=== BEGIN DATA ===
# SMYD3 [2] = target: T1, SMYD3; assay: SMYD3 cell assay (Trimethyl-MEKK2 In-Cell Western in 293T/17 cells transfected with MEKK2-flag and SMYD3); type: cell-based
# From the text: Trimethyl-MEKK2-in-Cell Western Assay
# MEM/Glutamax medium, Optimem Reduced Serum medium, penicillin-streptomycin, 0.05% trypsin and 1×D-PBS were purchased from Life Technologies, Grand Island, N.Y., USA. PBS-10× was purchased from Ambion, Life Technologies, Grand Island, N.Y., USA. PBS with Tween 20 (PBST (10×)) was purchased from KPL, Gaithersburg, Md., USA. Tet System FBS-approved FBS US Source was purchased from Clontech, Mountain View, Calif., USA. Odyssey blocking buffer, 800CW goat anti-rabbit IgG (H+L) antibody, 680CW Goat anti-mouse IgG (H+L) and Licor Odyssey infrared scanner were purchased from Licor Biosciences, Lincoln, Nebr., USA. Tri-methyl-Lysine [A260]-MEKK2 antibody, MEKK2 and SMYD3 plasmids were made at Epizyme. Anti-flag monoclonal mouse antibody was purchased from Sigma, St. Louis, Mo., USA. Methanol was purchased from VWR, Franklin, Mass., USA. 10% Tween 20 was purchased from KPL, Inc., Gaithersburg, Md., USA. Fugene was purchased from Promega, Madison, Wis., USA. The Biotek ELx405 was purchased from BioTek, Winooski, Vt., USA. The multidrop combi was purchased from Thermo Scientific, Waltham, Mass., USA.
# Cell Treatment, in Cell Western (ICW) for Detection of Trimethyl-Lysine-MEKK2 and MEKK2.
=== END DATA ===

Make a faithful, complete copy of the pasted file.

# SMYD3 [2] = target: T1, SMYD3; assay: SMYD3 cell assay (Trimethyl-MEKK2 In-Cell Western in 293T/17 cells transfected with MEKK2-flag and SMYD3); type: cell-based
# From the text: Trimethyl-MEKK2-in-Cell Western Assay
# MEM/Glutamax medium, Optimem Reduced Serum medium, penicillin-streptomycin, 0.05% trypsin and 1×D-PBS were purchased from Life Technologies, Grand Island, N.Y., USA. PBS-10× was purchased from Ambion, Life Technologies, Grand Island, N.Y., USA. PBS with Tween 20 (PBST (10×)) was purchased from KPL, Gaithersburg, Md., USA. Tet System FBS-approved FBS US Source was purchased from Clontech, Mountain View, Calif., USA. Odyssey blocking buffer, 800CW goat anti-rabbit IgG (H+L) antibody, 680CW Goat anti-mouse IgG (H+L) and Licor Odyssey infrared scanner were purchased from Licor Biosciences, Lincoln, Nebr., USA. Tri-methyl-Lysine [A260]-MEKK2 antibody, MEKK2 and SMYD3 plasmids were made at Epizyme. Anti-flag monoclonal mouse antibody was purchased from Sigma, St. Louis, Mo., USA. Methanol was purchased from VWR, Franklin, Mass., USA. 10% Tween 20 was purchased from KPL, Inc., Gaithersburg, Md., USA. Fugene was purchased from Promega, Madison, Wis., USA. The Biotek ELx405 was purchased from BioTek, Winooski, Vt., USA. The multidrop combi was purchased from Thermo Scientific, Waltham, Mass., USA.
# Cell Treatment, in Cell Western (ICW) for Detection of Trimethyl-Lysine-MEKK2 and MEKK2.